His con­ver­sa­tion is pep­pered with rev­er­ent ref­er­ences to his friends, who seem to be much older vet­er­ans of the fash­ion world. “I am al­ways the younger one,” he tells Stel­lar. “Most of my friends are 30, 40 years old – my clos­est friend is prob­a­bly 35,” he says. “My friends are all in the in­dus­try now. A lot of them are pho­tog­ra­phers. I go see my friends and we end up tak­ing pho­tos and do­ing a shoot. We go over to a friend’s house, we might watch a movie, then at mid­night end up tak­ing pho­tos in his liv­ing room, like mak­ing a lit­tle set up.”

Bar­rett in­sists his life is not un­usual: “My job is, but my life isn’t.”

But “un­usual” is rel­a­tive. He be­gins his day at an in­frared sauna, then works out at The Dog­pound, the gym of pref­er­ence for Vic­to­ria’s Se­cret an­gels. His mod­el­ling jobs of­ten in­volve sur­real pho­to­graphic pageants, such as the time he chan­nelled the late Chet Baker for Dutch Vogue Men in the Am­s­ter­dam ho­tel room where the jazz mu­si­cian spent his last mo­ments.

At 20, he’s al­ready met many of his idols. “Tom Ford is a ge­nius, a psycho ge­nius, and I have read all his in­ter­views all the time and I learnt as much as I could pos­si­bly learn about him,” Bar­rett says. “And ran­domly, by co­in­ci­dence, he was the first cam­paign I shot in Amer­ica. If you look into his life he is the most in­ter­est­ing per­son, ever.”

Bar­rett was scouted, or so the story goes, while he was steal­ing matches from a con­ve­nience store at Palm Beach on the Gold Coast. The scout, Kirk Blake, gave the 13-year-old his card, and for a mo­ment Bar­rett thought he was be­ing busted by the cops. He gave the card to his mother, who fol­lowed up on his be­half. “I was just a tall lanky kid,” he says. “I felt awk­ward, al­ways awk­ward.”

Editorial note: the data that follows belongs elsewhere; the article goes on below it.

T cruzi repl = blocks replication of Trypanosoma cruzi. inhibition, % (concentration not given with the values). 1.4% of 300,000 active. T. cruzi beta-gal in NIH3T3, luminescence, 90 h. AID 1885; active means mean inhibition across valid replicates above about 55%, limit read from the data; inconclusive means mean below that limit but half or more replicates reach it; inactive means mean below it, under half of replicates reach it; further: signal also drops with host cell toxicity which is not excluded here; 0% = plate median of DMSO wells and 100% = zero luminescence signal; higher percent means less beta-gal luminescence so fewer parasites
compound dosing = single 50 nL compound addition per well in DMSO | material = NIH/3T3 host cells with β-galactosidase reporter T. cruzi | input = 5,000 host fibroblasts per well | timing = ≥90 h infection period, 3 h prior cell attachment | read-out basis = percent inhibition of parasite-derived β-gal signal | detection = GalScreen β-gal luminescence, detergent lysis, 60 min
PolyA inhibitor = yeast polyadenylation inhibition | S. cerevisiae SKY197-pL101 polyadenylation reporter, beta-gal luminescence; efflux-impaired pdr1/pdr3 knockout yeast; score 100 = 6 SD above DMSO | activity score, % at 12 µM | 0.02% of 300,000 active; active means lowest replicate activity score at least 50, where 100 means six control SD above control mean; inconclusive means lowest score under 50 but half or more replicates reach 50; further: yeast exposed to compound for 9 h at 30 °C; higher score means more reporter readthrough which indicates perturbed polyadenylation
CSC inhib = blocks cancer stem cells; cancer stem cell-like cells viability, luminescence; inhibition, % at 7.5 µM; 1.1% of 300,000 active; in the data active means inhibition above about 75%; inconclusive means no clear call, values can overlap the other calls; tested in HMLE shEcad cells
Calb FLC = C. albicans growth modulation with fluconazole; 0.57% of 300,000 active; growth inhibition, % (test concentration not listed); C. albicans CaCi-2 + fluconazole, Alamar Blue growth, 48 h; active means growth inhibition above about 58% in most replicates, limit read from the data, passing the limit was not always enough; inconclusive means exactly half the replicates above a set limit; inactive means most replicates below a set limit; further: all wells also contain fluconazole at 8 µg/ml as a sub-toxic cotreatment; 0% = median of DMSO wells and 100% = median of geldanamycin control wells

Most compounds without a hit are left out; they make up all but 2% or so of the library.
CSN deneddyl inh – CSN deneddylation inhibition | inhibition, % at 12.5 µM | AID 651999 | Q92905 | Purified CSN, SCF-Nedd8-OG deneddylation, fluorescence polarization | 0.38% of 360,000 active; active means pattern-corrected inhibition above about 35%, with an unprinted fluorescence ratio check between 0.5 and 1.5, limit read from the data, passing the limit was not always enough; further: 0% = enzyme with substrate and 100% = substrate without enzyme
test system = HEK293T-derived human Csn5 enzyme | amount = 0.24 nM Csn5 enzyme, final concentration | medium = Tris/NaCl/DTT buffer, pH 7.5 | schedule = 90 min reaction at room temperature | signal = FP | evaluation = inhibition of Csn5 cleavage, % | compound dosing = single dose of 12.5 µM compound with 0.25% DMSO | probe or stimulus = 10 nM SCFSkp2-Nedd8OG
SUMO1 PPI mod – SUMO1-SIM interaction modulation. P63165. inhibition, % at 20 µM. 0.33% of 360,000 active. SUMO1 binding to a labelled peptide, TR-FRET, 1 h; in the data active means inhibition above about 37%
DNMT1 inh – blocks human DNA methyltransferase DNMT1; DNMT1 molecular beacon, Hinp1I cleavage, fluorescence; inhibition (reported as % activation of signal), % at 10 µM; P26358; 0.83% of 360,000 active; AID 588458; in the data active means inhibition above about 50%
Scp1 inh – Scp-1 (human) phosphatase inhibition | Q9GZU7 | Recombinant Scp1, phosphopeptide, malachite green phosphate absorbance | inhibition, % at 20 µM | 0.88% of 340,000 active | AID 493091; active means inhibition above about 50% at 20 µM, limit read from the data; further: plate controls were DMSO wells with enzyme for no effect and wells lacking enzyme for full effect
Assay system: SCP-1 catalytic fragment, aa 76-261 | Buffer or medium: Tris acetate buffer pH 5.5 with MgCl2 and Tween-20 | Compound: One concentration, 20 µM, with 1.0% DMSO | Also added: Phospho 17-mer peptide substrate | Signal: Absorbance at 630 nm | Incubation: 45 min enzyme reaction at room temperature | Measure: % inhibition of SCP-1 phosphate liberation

Blake vividly re­mem­bers the en­counter. “He was with a young girl, they were in the aisle, and typ­i­cal to Jor­dan, he was gig­gling and hav­ing a laugh,” he says. “He was quite tall, even back then. Tall, slen­der, but it’s the eyes. The eyes and the mouth.” He had the an­drog­y­nous look that was be­com­ing so pop­u­lar among high-end fash­ion de­sign­ers. “He has al­ways fit that met­ro­sex­ual look, he is quite fem­i­nine.”

At that point, Bar­rett was a work­ing­class kid. Ac­cord­ing to Blake, he had been teased by kids for the an­drog­yny that would later so ap­peal to the world’s top de­sign­ers. His par­ents had sep­a­rated. His dad was a tradie, and, as would later emerge, a drug boss; in 2013, Adrian Bar­rett was sen­tenced to eight and a half years (he ended up serv­ing just un­der three years) for run­ning a $9 mil­lion mar­i­juana busi­ness. (It wasn’t Bar­rett se­nior’s first of­fence; his sen­tenc­ing judge re­ferred to his “se­ri­ous crim­i­nal his­tory”, and men­tioned that he had been on pa­role for an­other of­fence while he was run­ning the car­tel.)

At the same time, Bar­rett ju­nior was build­ing his mod­el­ling ca­reer. He worked in Syd­ney, then in Tokyo, and at 18 he got his big break in New York. “[Mov­ing to New York was], like, al­most over­whelm­ing at first, it was re­ally scary,” Bar­rett says. “To sur­vive in New York is very tough, I think, [and] I was very young and I was alone. I en­joyed the strug­gle of it.” (“The chal­lenge,” cor­rects his man­ager, who sat in on our in­ter­view.)

And so he found him­self, barely out of boy­hood and with his fam­ily on the other side of the world, liv­ing in The Big Ap­ple, be­ing paid hun­dreds of thou­sands of dol­lars a year, and work­ing with some of the world’s most fa­mous de­sign­ers, pho­tog­ra­phers and mod­els.


The first time an Aus­tralian teenager made such an im­pres­sion on the fash­ion world was back in the late ’80s, when Elle Macpher­son flew to New York af­ter fin­ish­ing her HSC. Writer Antonella Gam­botto-burke went to school with Macpher­son, and watched from afar as the model grap­pled with the tra­jec­tory her beauty had set her on. “Life came at her at warp speed,” says Gam­botto-burke, a jour­nal­ist turned au­thor of Mama: Love, Moth­er­hood And